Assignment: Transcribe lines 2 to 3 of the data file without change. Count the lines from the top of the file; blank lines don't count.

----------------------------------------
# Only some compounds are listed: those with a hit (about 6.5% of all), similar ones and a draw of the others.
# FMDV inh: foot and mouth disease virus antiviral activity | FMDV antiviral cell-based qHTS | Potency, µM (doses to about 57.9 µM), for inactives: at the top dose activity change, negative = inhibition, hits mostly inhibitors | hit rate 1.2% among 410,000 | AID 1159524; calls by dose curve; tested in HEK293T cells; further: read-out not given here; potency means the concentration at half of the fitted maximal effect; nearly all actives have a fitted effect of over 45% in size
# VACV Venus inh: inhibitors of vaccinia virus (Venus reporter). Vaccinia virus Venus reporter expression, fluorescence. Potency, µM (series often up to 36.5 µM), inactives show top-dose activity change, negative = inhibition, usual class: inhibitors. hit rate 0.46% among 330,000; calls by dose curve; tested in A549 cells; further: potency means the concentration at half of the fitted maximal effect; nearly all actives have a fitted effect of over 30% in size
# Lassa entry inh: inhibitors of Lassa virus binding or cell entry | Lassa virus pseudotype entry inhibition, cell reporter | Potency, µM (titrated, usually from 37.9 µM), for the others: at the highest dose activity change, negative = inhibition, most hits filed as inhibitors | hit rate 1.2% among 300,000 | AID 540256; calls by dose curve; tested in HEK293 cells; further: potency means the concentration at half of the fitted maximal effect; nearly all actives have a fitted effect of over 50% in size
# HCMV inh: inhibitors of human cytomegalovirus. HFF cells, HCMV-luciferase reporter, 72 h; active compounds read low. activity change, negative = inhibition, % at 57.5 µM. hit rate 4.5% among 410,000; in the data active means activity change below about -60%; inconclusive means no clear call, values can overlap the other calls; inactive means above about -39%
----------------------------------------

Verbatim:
# FMDV inh: foot and mouth disease virus antiviral activity | FMDV antiviral cell-based qHTS | Potency, µM (doses to about 57.9 µM), for inactives: at the top dose activity change, negative = inhibition, hits mostly inhibitors | hit rate 1.2% among 410,000 | AID 1159524; calls by dose curve; tested in HEK293T cells; further: read-out not given here; potency means the concentration at half of the fitted maximal effect; nearly all actives have a fitted effect of over 45% in size
# VACV Venus inh: inhibitors of vaccinia virus (Venus reporter). Vaccinia virus Venus reporter expression, fluorescence. Potency, µM (series often up to 36.5 µM), inactives show top-dose activity change, negative = inhibition, usual class: inhibitors. hit rate 0.46% among 330,000; calls by dose curve; tested in A549 cells; further: potency means the concentration at half of the fitted maximal effect; nearly all actives have a fitted effect of over 30% in size